1 John 1:8 “If we claim that we’re free of sin, we’re only fooling ourselves. A claim like that is errant nonsense.”
None of us would ever think to claim that we are perfect. We all recognize that as arrogance. But perhaps we claim to be free from sin by our silence. How often do we truly confess our shortcomings and faults to God let alone another person? In her book Sacred Rhythms: Arranging Our Lives for Spiritual Transformation, Ruth Haley Barton suggests,
“Confession is the endgame in the self-examination process, but it is the part we shrink from most. Confession requires the willingness to acknowledge and take responsibility not only for the outward manifestations of our sin but also for the inner dynamics that produced the sinful or negative behaviors. Confession requires us to say our failure out loud to ourselves, to God and to the person(s) we have hurt and to take steps to renounce it for Christ’s sake, even making restitution if that is needed.” (103)
If we are not involved with confession at some level maybe we are claiming to be without sin. Maybe this week God is calling you to explore confession on a deeper level.
Mark 10:51 Jesus said, “What can I do for you?”
The above is Jesus’ response to Bartimaeus, a blind beggar he met along the road. The needs of a blind beggar should be pretty apparent, so why does Jesus ask? The only reason I can think of is that Jesus wants to interact with this person on a deeper level than just that of miracle worker. He wants the opportunity to hear the man open himself at the level of his deepest needs and desires. Maybe that is what he wants with us also. If Jesus asked you this question what would be your response? Ruth Haley Barton in her book Sacred Rhythms: Arranging Our Lives for Spiritual Transformation (pg 24) comments on this:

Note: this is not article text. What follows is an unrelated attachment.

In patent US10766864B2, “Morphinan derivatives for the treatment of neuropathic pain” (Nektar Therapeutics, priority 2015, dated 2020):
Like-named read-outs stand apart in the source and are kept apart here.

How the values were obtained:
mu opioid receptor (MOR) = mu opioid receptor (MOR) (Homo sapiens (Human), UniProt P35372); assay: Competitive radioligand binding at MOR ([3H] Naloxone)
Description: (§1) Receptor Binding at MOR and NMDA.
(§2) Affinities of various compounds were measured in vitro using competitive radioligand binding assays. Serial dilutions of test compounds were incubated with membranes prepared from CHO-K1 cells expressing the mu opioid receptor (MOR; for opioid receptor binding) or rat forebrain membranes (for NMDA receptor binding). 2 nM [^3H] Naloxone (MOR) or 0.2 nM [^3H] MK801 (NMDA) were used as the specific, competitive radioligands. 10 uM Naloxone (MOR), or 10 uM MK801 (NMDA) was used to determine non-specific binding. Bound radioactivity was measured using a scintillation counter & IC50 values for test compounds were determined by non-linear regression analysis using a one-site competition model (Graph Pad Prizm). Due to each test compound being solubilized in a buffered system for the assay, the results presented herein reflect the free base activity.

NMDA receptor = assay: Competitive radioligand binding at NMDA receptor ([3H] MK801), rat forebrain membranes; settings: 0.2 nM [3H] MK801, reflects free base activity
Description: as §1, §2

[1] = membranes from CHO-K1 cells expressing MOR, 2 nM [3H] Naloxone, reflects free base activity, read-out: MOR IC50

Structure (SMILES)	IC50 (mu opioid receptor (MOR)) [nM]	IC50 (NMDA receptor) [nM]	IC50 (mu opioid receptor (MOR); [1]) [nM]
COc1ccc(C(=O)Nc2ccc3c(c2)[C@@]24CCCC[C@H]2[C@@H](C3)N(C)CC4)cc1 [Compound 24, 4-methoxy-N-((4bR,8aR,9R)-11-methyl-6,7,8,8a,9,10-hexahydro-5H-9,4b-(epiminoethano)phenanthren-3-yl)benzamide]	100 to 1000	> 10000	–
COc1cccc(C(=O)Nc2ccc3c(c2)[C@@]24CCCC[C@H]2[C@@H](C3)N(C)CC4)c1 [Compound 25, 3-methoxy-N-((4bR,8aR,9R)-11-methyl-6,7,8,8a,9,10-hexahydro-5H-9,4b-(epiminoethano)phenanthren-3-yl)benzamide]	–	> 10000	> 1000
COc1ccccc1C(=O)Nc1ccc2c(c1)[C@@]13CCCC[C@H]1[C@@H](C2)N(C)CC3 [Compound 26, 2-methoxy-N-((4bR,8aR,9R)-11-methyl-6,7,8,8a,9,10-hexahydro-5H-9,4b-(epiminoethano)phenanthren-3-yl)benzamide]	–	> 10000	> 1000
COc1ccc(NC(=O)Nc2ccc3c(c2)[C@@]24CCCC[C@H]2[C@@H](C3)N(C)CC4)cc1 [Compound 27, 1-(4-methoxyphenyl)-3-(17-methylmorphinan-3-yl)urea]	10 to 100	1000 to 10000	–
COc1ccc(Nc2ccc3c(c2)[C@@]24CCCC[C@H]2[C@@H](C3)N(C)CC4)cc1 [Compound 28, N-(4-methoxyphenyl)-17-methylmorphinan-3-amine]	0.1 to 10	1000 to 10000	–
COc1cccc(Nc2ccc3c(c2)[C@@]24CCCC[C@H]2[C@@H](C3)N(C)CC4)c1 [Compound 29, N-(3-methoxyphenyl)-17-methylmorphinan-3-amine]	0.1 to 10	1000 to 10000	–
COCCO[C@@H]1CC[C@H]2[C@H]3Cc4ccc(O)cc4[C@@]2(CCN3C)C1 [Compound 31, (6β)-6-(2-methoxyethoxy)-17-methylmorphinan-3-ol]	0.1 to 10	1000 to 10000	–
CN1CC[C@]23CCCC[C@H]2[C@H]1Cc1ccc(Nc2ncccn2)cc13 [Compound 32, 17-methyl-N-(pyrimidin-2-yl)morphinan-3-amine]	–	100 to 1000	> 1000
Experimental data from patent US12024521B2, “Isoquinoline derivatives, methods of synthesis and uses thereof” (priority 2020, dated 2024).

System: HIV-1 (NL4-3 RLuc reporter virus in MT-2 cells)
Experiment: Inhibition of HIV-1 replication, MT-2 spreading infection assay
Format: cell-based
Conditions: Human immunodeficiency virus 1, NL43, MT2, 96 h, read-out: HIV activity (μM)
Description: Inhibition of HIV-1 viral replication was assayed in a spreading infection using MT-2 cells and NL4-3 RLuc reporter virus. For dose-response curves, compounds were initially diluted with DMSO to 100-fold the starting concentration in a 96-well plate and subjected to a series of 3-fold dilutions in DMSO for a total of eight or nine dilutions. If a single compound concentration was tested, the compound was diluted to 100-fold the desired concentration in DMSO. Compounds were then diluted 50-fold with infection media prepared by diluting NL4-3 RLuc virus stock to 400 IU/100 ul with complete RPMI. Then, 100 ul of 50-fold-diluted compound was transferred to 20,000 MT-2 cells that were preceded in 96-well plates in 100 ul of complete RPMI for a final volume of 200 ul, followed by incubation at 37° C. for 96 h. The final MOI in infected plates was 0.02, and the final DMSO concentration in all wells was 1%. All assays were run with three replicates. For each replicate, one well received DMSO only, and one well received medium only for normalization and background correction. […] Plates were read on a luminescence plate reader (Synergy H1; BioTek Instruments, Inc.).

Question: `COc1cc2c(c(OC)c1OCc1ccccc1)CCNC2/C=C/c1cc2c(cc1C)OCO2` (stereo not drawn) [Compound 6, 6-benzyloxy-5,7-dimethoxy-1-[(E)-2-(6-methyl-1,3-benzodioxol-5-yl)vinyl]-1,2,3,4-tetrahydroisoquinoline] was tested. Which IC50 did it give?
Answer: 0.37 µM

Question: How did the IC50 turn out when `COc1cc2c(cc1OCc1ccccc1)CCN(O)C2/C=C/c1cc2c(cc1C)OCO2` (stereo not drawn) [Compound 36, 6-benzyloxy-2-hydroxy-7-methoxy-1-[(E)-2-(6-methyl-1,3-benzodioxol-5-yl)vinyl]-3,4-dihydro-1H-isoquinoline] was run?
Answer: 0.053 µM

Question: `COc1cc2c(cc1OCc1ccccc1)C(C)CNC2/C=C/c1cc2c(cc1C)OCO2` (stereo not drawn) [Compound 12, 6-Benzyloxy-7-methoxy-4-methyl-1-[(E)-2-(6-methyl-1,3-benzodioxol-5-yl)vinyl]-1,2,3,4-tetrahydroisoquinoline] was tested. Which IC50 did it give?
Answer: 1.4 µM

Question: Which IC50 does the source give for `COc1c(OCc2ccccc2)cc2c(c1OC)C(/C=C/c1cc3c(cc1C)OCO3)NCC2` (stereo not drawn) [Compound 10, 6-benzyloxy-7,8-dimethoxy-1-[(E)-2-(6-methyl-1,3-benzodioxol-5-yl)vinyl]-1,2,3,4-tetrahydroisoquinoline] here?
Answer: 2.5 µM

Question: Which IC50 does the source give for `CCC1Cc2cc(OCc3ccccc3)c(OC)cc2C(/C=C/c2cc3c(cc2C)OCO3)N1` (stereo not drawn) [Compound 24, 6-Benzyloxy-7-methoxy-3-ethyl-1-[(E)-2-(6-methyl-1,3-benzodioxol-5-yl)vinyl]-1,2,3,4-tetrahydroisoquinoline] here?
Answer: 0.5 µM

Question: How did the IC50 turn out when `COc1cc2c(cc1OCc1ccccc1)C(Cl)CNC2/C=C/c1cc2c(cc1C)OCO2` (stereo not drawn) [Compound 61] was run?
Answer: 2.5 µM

Now if I had been in Bartimaeus’s shoes, I might have gotten a little impatient with a question whose answer is so obvious. “What do you mean, ‘What do you want me to do for you?’ Isn’t it obvious? And besides, this is getting a little personal, don’t you think? We don’t know each other that well!” But on another level, the level where the spiritual journey is unfolding, it is a question that penetrates to the very core of our being. And it is very, very personal. It brings us face to face with our humanness, our vulnerability, our need. If we let it, such a question strips away the layers of pretense and superficiality to expose what is truest within us. And that is a very tender place indeed.
Live with the question “what do you want Jesus to do for you?” this week. Don’t be satisfied with your first response but ask it over and over on different days in different settings. You might be surprised at what you find.